Multi-sectorial partnerships vital in resilience building for girl empowerment

By Byron Mutingwende


Mazvita Jacob (not real name) relives the emotional experiences of the day she was raped by her uncle last year when she was 17 years old. When left alone, she cries and says she sees visions of the perpetrator coming to abuse her all over again.


Her auntie Patience says Mazvita is now avoiding contact with many people because of the low self-esteem that started after the attack.


“Each time she sees her relatives and friends, she fears and suspects that they might be thinking she was responsible for attracting her uncle until he raped her. Of late she suffers occasional bouts of anger and depression,” Patience said.


Phephisiwe Muranda, the Outreach Officer of the Adult Rape Clinic, during a capacity building workshop with behaviour change facilitators (BCFs) working under the Zimbabwe Community Health Intervention Research (ZICHIRe) project, said rape has negative physical, psychological and social effects.


“Rape may lead to bruises, lacerations, broken hymen and fistula. Victims may be assisted with post exposure prophylaxis (PEP) within 72 hours in order to reduce the chances of contracting HIV. To prevent sexually transmitted infections, victims are also given antibiotics for prevention,” Muranda said.


She said the psychological lapses experienced by Mazvita were common among victims and highlighted other examples like anger and depression; sexual dysfunction; lack of concentration and forgetfulness as well as thoughts of suicide, among others.


Christine Gonese, the ZICHIRe Programme Manager of the Demand Generation Project social support is vital for vital for recovery from rape.


“Society is grappling with stigma and discrimination on victims of rape. While the decision to disclose the experience lies with the survivor, support networks allow survivors to obtain the assistance necessary for recovery. Through our behaviour change programmes we do referrals to the victims to get further assistance in instances where our interventions may be insufficient to address all the needs,” Gonese said.


Eunice Chigiji, a ZICHIRe behaviour change facilitator from Chitungwiza underscored the importance of open lines of communication between parents and their children.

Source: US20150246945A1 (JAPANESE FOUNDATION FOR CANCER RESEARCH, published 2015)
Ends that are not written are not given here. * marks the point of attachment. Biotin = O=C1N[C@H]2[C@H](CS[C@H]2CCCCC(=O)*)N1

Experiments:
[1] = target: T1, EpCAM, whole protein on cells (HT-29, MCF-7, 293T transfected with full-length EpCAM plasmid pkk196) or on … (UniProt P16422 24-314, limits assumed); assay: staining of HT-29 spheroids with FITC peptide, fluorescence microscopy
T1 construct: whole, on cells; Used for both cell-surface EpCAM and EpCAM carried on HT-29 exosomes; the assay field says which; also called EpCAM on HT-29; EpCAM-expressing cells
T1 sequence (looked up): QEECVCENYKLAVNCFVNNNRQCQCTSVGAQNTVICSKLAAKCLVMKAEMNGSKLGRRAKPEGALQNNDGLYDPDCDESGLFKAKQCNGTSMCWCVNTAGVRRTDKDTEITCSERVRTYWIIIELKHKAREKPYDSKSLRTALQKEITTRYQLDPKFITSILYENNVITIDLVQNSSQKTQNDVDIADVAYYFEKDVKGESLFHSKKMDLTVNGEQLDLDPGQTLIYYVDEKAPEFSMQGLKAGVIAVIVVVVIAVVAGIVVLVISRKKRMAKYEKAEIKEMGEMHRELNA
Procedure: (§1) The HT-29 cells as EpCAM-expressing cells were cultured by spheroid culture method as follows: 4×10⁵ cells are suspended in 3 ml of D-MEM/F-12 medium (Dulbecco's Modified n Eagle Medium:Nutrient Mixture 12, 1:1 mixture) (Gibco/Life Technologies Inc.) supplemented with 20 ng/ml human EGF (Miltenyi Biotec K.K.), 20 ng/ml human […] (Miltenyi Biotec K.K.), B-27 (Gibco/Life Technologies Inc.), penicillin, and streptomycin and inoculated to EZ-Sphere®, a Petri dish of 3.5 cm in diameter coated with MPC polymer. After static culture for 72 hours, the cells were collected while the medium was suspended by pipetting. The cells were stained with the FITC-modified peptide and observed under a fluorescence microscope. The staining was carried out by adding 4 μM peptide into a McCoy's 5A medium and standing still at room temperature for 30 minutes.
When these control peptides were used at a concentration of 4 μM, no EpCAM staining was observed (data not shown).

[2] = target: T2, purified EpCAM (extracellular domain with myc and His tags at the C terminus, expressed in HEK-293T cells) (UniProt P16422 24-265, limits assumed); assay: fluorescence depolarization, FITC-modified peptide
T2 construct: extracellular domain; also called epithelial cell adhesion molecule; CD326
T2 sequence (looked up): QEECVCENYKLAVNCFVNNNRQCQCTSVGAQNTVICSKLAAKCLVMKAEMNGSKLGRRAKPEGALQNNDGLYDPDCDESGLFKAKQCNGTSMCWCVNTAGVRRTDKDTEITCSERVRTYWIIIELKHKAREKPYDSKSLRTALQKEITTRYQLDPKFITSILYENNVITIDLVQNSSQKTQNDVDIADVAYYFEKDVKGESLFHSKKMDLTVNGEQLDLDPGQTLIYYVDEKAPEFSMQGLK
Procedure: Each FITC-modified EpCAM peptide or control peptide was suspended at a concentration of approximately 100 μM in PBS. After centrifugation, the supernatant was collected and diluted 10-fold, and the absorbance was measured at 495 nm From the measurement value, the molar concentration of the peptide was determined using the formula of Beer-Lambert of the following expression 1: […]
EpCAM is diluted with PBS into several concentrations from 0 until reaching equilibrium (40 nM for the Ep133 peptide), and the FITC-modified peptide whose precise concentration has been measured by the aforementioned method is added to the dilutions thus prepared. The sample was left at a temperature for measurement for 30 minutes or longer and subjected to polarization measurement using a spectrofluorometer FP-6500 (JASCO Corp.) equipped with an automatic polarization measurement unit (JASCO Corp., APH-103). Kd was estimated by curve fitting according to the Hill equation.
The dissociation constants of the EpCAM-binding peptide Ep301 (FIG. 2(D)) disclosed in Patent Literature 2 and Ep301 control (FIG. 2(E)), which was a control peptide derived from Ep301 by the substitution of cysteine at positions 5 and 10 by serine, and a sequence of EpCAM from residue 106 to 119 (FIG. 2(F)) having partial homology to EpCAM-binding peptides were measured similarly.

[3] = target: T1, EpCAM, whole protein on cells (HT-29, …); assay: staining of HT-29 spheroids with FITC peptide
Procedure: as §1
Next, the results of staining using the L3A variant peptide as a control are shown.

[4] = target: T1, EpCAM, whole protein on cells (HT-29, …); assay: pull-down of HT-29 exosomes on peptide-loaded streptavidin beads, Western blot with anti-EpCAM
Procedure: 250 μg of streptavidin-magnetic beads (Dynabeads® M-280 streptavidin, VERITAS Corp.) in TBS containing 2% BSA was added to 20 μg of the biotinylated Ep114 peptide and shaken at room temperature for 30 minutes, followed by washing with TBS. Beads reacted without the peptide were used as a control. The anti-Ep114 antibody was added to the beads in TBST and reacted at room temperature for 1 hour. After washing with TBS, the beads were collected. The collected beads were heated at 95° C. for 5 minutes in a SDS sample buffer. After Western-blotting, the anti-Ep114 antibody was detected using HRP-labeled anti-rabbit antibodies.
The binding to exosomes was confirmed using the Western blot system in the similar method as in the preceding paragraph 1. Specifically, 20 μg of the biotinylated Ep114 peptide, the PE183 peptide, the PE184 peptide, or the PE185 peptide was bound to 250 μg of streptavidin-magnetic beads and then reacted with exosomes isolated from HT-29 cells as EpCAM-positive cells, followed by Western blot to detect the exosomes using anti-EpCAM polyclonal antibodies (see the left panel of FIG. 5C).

“Through the parent-to-child-communication project, we engage girls to listen to their experiences. We in turn teach them what’s contained in our behaviour change manuals called Ngatikurukure/Let’s Chat. In those meetings, we discourage early marriages, encourage them to go for HIV testing and counselling and embark on conversations on sexual reproductive health,” Chigiji said.


Caroline Mhindu and Vincent Guhu hailed the ZICHIRe home visit scheme, which is an integrated support programme on HIV, sexual reproductive health and gender-based violence.


“This project seeks to create demand generation in the community to influence people to girls and women to seek services like cervical cancer screening, family planning, HIV testing and counselling and anti-retroviral therapy,” they said.


However, there is a plethora of challenges experienced during the home visits. BCFs stated that condoms are in short supply whilst demand is very high. There is therefore a possibility of new infections.


Another challenge mentioned was that in areas such as Chitungwiza, Mufakose and Glenview there is no cervical cancer screening and it is difficult for people to go to far away places to seek health services.

“People want bus fares to go for treatment. They don’t have money for cervical cancer treatment. In some areas where condoms are being distributed especially hotspots the condoms are being sold. There is need for identification material. BCFs want to know more about Fistula. Some people are refusing to disclose their names when BCFS do home visits and request rewards for our participation in the home visit sessions,” said a participant at a workshop in Harare.